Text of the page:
Writing isn’t brain surgery, but it’s rare when someone adept at the latter is also so accomplished at the former. Searching for meaning and purpose in his life, Kalanithi pursued a doctorate in literature and had felt certain that he wouldn’t enter the field of medicine, in which his father and other members of his family excelled. “But I couldn’t let go of the question,” he writes, after realizing that his goals “didn’t quite fit in an English department.” “Where did biology, morality, literature and philosophy intersect?” So he decided to set aside his doctoral dissertation and belatedly prepare for medical school, which “would allow me a chance to find answers that are not in books, to find a different sort of sublime, to forge relationships with the suffering, and to keep following the question of what makes human life meaningful, even in the face of death and decay.” The author’s empathy undoubtedly made him an exceptional doctor, and the precision of his prose—as well as the moral purpose underscoring it—suggests that he could have written a good book on any subject he chose. Part of what makes this book so essential is the fact that it was written under a death sentence following the diagnosis that upended his life, just as he was preparing to end his residency and attract offers at the top of his profession. Kalanithi learned he might have 10 years to live or perhaps five. Should he return to neurosurgery (he could and did), or should he write (he also did)? Should he and his wife have a baby? They did, eight months before he died, which was less than two years after the original diagnosis. “The fact of death is unsettling,” he understates. “Yet there is no other way to live.”

A moving meditation on mortality by a gifted writer whose dual perspectives of physician and patient provide a singular clarity.

Pub Date: Jan. 19, 2016

ISBN: 978-0-8129-8840-6

Page Count: 248

Publisher: Random House

Review Posted Online: Sept. 30, 2015

Kirkus Reviews Issue: Oct. 15, 2015

Did you like this book?

Occasionally wonky but overall a good case for how the dismal science can make the world less—well, dismal.


“Quality of life means more than just consumption”: Two MIT economists urge that a smarter, more politically aware economics be brought to bear on social issues.

It’s no secret, write Banerjee and Duflo (co-authors: Poor Economics: A Radical Rethinking of the Way To Fight Global Poverty, 2011), that “we seem to have fallen on hard times.” Immigration, trade, inequality, and taxation problems present themselves daily, and they seem to be intractable. Economics can be put to use in figuring out these big-issue questions. Data can be adduced, for example, to answer the question of whether immigration tends to suppress wages. The answer: “There is no evidence low-skilled migration to rich countries drives wage and employment down for the natives.” In fact, it opens up opportunities for those natives by freeing them to look for better work. The problem becomes thornier when it comes to the matter of free trade; as the authors observe, “left-behind people live in left-behind places,” which explains why regional poverty descended on Appalachia when so many manufacturing jobs left for China in the age of globalism, leaving behind not just left-behind people but also people ripe for exploitation by nationalist politicians. The authors add, interestingly, that the same thing occurred in parts of Germany, Spain, and Norway that fell victim to the “China shock.” In what they call a “slightly technical aside,” they build a case for addressing trade issues not with trade wars but with consumption taxes: “It makes no sense to ask agricultural workers to lose their jobs just so steelworkers can keep theirs, which is what tariffs accomplish.” Policymakers might want to consider such counsel, especially when it is coupled with the observation that free trade benefits workers in poor countries but punishes workers in rich ones.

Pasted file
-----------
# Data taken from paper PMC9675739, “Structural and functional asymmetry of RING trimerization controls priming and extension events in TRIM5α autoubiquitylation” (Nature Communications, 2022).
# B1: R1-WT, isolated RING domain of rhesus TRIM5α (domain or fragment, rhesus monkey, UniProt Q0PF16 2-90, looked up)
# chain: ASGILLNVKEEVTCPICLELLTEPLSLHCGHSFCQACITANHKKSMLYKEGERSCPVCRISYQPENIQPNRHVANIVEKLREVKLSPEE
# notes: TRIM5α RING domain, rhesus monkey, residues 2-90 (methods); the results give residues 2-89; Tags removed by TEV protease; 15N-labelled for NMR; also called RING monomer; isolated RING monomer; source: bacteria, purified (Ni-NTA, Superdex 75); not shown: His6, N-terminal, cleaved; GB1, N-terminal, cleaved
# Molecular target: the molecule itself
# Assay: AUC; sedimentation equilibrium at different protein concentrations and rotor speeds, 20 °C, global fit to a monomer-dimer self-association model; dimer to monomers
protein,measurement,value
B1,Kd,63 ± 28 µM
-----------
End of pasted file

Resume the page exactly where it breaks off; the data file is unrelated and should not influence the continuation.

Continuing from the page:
Occasionally wonky but overall a good case for how the dismal science can make the world less—well, dismal.

Pub Date: Nov. 12, 2019

ISBN: 978-1-61039-950-0

Page Count: 432

Publisher: PublicAffairs

Review Posted Online: Aug. 29, 2019

Kirkus Reviews Issue: Sept. 15, 2019

Did you like this book?